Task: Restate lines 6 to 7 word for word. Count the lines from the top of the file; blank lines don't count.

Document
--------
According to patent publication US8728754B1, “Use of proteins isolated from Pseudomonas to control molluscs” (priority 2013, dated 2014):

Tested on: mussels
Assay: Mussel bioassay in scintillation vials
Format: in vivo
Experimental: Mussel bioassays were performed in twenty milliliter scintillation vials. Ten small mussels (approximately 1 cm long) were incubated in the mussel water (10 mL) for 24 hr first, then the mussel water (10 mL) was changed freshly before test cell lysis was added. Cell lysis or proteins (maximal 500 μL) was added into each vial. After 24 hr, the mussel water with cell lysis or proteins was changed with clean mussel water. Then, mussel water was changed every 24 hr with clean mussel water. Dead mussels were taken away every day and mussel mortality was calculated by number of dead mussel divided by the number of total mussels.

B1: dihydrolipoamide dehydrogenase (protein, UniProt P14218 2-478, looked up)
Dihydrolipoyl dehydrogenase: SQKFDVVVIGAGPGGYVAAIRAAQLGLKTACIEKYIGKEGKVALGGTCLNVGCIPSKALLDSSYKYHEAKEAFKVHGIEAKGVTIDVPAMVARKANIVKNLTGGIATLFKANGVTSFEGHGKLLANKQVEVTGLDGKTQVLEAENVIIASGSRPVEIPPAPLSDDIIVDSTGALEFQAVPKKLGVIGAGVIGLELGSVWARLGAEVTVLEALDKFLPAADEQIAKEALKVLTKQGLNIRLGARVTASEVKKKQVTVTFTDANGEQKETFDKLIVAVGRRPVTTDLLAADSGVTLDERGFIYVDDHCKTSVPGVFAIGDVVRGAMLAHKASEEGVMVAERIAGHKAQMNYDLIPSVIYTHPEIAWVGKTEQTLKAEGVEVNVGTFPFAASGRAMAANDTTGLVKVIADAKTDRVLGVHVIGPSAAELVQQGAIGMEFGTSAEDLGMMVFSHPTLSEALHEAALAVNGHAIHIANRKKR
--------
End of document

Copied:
B1: dihydrolipoamide dehydrogenase (protein, UniProt P14218 2-478, looked up)
Dihydrolipoyl dehydrogenase: SQKFDVVVIGAGPGGYVAAIRAAQLGLKTACIEKYIGKEGKVALGGTCLNVGCIPSKALLDSSYKYHEAKEAFKVHGIEAKGVTIDVPAMVARKANIVKNLTGGIATLFKANGVTSFEGHGKLLANKQVEVTGLDGKTQVLEAENVIIASGSRPVEIPPAPLSDDIIVDSTGALEFQAVPKKLGVIGAGVIGLELGSVWARLGAEVTVLEALDKFLPAADEQIAKEALKVLTKQGLNIRLGARVTASEVKKKQVTVTFTDANGEQKETFDKLIVAVGRRPVTTDLLAADSGVTLDERGFIYVDDHCKTSVPGVFAIGDVVRGAMLAHKASEEGVMVAERIAGHKAQMNYDLIPSVIYTHPEIAWVGKTEQTLKAEGVEVNVGTFPFAASGRAMAANDTTGLVKVIADAKTDRVLGVHVIGPSAAELVQQGAIGMEFGTSAEDLGMMVFSHPTLSEALHEAALAVNGHAIHIANRKKR